When Multnomah County voters approved a temporary county income tax last May, tax opponents waged almost no organized campaign to fight it.
It will be different this time, said anti-tax activists, some of whom circulated a petition that will put a proposed repeal of the tax on the county ballot in November.
Anti-tax activist Don McIntire’s political action committee filed a report with the Multnomah County Elections Office on Wednesday showing it had raised about $25,000 to begin its campaign against the tax.
Meanwhile, the head of the Oregon chapter of Citizens for a Sound Economy — a national anti-tax group that raised its profile in Oregon by helping defeat a statewide tax increase referendum in February — said his group will provide significant fund-raising and campaign help to the tax repeal proponents.
“I don’t suspect it will be like the last time,” Russ Walker, head of the Oregon chapter of Citizens for a Sound Economy, said of the low-level campaign against the Multnomah County income tax in May. “Part of our goal would be to raise as much money as we can to fight this battle. We think it’s very important that … this repeal succeeds.”
The three-year, temporary county income tax won approval from 58 percent of county voters in May 2003. About 70 percent of tax revenues — forecast at about $115 million for last year — goes to county school districts. Some of those districts had been contemplating cutting weeks off the school year last year to deal with state budget cuts. The rest of the county tax money goes to county public safety and elderly and disabled programs, and for the administration of the tax.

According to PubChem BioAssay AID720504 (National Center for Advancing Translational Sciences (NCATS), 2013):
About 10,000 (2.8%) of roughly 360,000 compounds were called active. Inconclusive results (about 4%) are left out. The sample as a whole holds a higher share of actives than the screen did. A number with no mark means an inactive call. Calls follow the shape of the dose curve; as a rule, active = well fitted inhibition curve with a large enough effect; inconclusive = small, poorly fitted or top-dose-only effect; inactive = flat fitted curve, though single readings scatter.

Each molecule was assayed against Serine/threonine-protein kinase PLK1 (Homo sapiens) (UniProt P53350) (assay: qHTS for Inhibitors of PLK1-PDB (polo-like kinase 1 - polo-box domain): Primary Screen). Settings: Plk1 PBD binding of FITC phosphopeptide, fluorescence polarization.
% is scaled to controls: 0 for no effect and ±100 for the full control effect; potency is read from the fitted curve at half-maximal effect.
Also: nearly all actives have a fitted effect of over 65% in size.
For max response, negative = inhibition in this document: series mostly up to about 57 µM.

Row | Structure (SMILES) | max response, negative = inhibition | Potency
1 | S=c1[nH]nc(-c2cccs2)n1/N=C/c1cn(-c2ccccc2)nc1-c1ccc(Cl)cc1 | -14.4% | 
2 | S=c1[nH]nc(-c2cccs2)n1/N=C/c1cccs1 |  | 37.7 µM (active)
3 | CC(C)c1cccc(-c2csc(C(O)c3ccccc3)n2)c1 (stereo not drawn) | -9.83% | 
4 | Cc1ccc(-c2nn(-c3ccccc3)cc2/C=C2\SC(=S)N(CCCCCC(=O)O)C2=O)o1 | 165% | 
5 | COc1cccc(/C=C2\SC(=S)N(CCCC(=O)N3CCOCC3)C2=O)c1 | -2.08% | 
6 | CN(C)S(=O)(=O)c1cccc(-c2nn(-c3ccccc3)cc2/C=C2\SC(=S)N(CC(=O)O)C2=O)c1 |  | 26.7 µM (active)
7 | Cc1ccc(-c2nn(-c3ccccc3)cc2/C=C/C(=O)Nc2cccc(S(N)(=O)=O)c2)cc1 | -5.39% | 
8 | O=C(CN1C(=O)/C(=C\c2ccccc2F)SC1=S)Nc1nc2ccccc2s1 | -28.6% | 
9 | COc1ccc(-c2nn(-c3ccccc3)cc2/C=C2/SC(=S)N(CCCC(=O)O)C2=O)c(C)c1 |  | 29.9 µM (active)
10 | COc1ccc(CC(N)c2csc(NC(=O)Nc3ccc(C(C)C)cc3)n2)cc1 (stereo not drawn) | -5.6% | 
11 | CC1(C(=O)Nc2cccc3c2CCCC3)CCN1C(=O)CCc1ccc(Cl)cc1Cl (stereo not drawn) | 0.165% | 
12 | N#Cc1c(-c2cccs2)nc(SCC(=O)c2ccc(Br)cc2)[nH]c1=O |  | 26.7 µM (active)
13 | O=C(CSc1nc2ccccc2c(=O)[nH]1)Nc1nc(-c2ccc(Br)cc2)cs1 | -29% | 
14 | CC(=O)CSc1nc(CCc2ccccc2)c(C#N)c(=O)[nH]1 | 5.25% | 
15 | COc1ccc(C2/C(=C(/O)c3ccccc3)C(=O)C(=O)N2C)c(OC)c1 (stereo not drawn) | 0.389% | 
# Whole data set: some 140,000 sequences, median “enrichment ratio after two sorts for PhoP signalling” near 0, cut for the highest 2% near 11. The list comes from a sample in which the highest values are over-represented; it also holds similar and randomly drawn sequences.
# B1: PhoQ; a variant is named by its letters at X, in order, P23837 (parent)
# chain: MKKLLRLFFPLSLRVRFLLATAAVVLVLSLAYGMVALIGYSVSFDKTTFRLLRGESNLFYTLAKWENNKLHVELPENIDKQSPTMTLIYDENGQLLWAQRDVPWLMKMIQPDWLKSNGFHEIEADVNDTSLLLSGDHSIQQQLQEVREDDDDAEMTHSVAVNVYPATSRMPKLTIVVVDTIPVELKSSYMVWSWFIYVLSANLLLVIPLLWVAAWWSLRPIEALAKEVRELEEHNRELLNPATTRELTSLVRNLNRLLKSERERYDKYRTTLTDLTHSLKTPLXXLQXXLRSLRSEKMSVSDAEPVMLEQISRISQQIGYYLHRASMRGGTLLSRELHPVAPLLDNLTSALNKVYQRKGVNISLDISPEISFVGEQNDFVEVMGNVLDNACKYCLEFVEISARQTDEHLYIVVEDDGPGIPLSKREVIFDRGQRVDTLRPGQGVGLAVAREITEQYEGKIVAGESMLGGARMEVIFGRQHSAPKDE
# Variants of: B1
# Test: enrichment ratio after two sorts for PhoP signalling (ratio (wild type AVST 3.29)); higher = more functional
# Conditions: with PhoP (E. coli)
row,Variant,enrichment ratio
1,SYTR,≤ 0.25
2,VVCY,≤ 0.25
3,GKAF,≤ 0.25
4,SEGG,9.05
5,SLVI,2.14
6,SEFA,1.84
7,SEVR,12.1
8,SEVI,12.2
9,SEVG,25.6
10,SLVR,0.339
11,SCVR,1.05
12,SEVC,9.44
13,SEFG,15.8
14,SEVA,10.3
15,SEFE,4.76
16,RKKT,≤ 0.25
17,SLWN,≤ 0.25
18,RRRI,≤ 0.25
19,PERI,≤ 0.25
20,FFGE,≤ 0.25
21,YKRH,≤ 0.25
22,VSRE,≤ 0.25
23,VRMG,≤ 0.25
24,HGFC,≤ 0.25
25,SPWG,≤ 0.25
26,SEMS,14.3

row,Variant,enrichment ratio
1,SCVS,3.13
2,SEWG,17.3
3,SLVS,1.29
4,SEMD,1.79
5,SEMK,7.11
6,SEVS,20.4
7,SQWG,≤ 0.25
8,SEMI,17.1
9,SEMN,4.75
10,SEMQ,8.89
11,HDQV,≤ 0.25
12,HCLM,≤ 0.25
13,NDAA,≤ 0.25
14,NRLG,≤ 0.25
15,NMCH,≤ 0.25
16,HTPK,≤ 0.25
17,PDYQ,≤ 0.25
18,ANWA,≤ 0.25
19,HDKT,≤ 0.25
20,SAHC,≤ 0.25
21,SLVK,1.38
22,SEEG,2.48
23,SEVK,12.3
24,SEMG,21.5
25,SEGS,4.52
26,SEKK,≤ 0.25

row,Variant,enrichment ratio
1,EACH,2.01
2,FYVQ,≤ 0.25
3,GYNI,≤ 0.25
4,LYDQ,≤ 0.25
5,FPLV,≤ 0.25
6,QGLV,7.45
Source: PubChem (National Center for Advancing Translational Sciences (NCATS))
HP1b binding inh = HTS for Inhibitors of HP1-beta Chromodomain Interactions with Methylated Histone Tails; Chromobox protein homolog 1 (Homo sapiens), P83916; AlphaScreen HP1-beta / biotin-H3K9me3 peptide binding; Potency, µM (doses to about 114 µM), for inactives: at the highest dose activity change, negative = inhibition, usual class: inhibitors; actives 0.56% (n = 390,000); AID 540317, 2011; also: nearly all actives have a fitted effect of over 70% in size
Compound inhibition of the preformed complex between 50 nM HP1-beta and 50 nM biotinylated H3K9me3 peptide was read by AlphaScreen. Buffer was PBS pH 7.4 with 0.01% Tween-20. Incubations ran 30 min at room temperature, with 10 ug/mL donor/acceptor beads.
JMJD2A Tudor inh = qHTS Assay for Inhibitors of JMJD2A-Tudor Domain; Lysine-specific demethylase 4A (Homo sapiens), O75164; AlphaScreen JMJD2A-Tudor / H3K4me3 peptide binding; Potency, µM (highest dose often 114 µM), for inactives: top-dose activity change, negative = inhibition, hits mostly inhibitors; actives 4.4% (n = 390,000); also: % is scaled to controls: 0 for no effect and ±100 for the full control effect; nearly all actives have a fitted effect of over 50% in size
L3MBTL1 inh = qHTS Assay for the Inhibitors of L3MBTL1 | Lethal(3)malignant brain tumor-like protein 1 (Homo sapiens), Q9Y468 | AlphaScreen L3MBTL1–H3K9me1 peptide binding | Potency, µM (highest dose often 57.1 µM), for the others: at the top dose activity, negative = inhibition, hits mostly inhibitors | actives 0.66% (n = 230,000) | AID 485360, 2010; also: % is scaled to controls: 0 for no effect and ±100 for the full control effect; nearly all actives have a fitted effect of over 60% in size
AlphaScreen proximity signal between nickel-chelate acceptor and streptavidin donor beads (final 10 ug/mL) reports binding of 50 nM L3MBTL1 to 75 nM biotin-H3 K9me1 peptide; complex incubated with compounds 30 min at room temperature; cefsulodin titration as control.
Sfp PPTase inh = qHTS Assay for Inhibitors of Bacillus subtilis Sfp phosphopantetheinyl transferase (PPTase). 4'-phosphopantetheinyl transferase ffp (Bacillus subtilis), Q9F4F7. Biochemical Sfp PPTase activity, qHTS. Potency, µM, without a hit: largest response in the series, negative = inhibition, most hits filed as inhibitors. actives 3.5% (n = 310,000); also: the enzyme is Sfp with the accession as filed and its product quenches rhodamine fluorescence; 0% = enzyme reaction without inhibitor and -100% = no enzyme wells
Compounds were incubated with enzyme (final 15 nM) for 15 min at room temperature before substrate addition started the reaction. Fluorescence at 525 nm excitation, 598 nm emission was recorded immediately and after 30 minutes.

McIntire said that tax opponents “were resigned to our fate” before the May tax election. But after the election, he said, he began hearing complaints from people, including tax supporters, about how much they were having to pay for the county tax.
“Everyone who called us was shocked by the size of their tax bill,” he said, adding that it made gathering signatures relatively easy.
Neither McIntire nor Walker would say how much money they hope to raise for the campaign to support the tax repeal. Walker said he doesn’t believe the anti-tax campaign will need to match what tax supporters raise for their campaign. Tax proponents raised more than $700,000 for their May campaign.
“A lot of times we’re outspent in our campaigns,” Walker said. “We think our message is one that appeals to people more than the message the other side has, which is to scare people and tell them the world is going to fall apart if they don’t keep taxes up.”
Liz Kaufman, a Portland political consultant who will manage the anti-repeal campaign, said campaign officials and volunteers from schools, social services agencies and elsewhere will meet next month to begin work on the campaign.
“We’re convening what we call our big-table coalition … and they’re all local people who have something at stake,” she said, referring to Citizens for a Sound Economy.
The campaign so far has raised about $80,000 in contributions and commitments to contribute, she said.
“This tax is certainly a burden. We understand that,” Kaufman said. But the alternative of schools ending their years shortly after spring break and social service agencies severely cutting budgets are “more costly than this investment we’re asking people to make,” she said.
She said it’s “hard to guess” whether the vote on the repeal will be closer than the May vote. “The great thing about Election Day is you don’t have to win 58 percent of the vote,” she said. “You just have to win 50 percent plus one.”